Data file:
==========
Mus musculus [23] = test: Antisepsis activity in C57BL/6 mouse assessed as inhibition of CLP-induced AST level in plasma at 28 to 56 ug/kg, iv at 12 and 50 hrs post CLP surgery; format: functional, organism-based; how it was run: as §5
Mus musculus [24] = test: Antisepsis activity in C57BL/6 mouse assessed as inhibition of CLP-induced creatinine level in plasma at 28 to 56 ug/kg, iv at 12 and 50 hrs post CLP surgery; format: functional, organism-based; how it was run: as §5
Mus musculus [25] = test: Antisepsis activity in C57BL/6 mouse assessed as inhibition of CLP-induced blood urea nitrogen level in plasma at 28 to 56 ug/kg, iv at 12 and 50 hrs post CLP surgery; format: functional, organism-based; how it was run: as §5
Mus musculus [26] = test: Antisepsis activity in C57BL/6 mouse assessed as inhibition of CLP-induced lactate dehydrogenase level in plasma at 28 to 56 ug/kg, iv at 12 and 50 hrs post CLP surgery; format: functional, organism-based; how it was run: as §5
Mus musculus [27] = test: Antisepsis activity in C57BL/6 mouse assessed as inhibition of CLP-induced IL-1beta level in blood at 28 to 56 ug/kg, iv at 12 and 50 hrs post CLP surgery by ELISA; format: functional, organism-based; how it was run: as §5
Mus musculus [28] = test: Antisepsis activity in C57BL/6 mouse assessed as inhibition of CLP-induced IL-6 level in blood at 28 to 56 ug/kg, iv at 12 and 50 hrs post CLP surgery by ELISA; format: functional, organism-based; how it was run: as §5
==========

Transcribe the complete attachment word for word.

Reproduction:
Mus musculus [23] = test: Antisepsis activity in C57BL/6 mouse assessed as inhibition of CLP-induced AST level in plasma at 28 to 56 ug/kg, iv at 12 and 50 hrs post CLP surgery; format: functional, organism-based; how it was run: as §5
Mus musculus [24] = test: Antisepsis activity in C57BL/6 mouse assessed as inhibition of CLP-induced creatinine level in plasma at 28 to 56 ug/kg, iv at 12 and 50 hrs post CLP surgery; format: functional, organism-based; how it was run: as §5
Mus musculus [25] = test: Antisepsis activity in C57BL/6 mouse assessed as inhibition of CLP-induced blood urea nitrogen level in plasma at 28 to 56 ug/kg, iv at 12 and 50 hrs post CLP surgery; format: functional, organism-based; how it was run: as §5
Mus musculus [26] = test: Antisepsis activity in C57BL/6 mouse assessed as inhibition of CLP-induced lactate dehydrogenase level in plasma at 28 to 56 ug/kg, iv at 12 and 50 hrs post CLP surgery; format: functional, organism-based; how it was run: as §5
Mus musculus [27] = test: Antisepsis activity in C57BL/6 mouse assessed as inhibition of CLP-induced IL-1beta level in blood at 28 to 56 ug/kg, iv at 12 and 50 hrs post CLP surgery by ELISA; format: functional, organism-based; how it was run: as §5
Mus musculus [28] = test: Antisepsis activity in C57BL/6 mouse assessed as inhibition of CLP-induced IL-6 level in blood at 28 to 56 ug/kg, iv at 12 and 50 hrs post CLP surgery by ELISA; format: functional, organism-based; how it was run: as §5